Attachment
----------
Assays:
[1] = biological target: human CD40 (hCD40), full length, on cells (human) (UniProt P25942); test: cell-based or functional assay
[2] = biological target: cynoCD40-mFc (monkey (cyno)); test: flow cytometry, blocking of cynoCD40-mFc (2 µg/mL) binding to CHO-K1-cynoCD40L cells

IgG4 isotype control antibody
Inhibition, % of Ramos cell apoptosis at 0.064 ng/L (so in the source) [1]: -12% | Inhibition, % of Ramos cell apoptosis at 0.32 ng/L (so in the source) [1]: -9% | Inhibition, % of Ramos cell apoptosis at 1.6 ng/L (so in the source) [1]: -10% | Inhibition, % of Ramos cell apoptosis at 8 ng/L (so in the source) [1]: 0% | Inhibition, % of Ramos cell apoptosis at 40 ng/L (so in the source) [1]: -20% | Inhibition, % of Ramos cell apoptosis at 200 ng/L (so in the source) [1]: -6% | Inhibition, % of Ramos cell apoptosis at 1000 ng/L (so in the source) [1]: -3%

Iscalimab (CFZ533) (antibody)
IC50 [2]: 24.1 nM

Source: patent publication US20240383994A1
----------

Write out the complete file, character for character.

Assays:
[1] = biological target: human CD40 (hCD40), full length, on cells (human) (UniProt P25942); test: cell-based or functional assay
[2] = biological target: cynoCD40-mFc (monkey (cyno)); test: flow cytometry, blocking of cynoCD40-mFc (2 µg/mL) binding to CHO-K1-cynoCD40L cells

IgG4 isotype control antibody
Inhibition, % of Ramos cell apoptosis at 0.064 ng/L (so in the source) [1]: -12% | Inhibition, % of Ramos cell apoptosis at 0.32 ng/L (so in the source) [1]: -9% | Inhibition, % of Ramos cell apoptosis at 1.6 ng/L (so in the source) [1]: -10% | Inhibition, % of Ramos cell apoptosis at 8 ng/L (so in the source) [1]: 0% | Inhibition, % of Ramos cell apoptosis at 40 ng/L (so in the source) [1]: -20% | Inhibition, % of Ramos cell apoptosis at 200 ng/L (so in the source) [1]: -6% | Inhibition, % of Ramos cell apoptosis at 1000 ng/L (so in the source) [1]: -3%

Iscalimab (CFZ533) (antibody)
IC50 [2]: 24.1 nM

Source: patent publication US20240383994A1